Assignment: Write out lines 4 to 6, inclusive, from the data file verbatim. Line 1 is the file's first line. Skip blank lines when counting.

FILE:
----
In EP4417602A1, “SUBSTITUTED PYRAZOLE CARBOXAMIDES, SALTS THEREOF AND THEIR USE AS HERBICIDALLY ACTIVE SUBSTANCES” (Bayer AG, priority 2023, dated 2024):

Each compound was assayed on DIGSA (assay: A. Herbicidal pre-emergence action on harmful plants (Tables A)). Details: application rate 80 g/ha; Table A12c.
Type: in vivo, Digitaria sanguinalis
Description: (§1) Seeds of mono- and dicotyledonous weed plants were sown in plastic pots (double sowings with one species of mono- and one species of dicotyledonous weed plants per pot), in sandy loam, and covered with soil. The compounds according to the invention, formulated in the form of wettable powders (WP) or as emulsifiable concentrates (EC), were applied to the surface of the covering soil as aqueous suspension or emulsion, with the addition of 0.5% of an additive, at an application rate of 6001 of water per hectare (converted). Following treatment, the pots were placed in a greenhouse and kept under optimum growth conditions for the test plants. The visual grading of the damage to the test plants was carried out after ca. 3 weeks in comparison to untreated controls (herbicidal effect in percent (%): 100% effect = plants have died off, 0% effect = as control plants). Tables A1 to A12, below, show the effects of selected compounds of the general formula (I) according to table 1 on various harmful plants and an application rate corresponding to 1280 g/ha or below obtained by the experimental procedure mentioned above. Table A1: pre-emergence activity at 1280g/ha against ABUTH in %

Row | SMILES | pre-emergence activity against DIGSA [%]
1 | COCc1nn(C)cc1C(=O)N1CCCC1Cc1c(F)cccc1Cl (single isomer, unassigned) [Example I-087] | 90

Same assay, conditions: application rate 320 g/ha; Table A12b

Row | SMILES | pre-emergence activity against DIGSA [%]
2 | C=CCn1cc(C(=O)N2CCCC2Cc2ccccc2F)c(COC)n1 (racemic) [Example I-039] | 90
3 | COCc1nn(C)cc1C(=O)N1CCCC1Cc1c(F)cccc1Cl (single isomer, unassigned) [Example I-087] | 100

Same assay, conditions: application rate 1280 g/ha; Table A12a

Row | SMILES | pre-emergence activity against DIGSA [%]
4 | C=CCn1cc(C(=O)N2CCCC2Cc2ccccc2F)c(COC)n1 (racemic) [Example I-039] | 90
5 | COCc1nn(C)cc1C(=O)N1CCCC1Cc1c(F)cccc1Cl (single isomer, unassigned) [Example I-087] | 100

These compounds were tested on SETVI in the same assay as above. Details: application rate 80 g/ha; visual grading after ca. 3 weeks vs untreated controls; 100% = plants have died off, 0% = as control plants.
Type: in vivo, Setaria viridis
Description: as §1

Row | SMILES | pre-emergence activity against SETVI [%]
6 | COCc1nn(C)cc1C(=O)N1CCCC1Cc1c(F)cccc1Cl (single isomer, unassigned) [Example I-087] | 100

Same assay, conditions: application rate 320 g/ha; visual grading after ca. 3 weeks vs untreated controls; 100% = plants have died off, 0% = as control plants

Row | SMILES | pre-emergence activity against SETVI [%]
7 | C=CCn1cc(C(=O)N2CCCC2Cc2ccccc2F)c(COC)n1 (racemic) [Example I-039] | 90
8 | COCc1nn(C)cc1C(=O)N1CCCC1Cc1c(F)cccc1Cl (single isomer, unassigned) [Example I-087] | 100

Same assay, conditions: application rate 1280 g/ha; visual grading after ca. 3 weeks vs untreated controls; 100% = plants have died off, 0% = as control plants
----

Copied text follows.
Description: (§1) Seeds of mono- and dicotyledonous weed plants were sown in plastic pots (double sowings with one species of mono- and one species of dicotyledonous weed plants per pot), in sandy loam, and covered with soil. The compounds according to the invention, formulated in the form of wettable powders (WP) or as emulsifiable concentrates (EC), were applied to the surface of the covering soil as aqueous suspension or emulsion, with the addition of 0.5% of an additive, at an application rate of 6001 of water per hectare (converted). Following treatment, the pots were placed in a greenhouse and kept under optimum growth conditions for the test plants. The visual grading of the damage to the test plants was carried out after ca. 3 weeks in comparison to untreated controls (herbicidal effect in percent (%): 100% effect = plants have died off, 0% effect = as control plants). Tables A1 to A12, below, show the effects of selected compounds of the general formula (I) according to table 1 on various harmful plants and an application rate corresponding to 1280 g/ha or below obtained by the experimental procedure mentioned above. Table A1: pre-emergence activity at 1280g/ha against ABUTH in %

Row | SMILES | pre-emergence activity against DIGSA [%]
1 | COCc1nn(C)cc1C(=O)N1CCCC1Cc1c(F)cccc1Cl (single isomer, unassigned) [Example I-087] | 90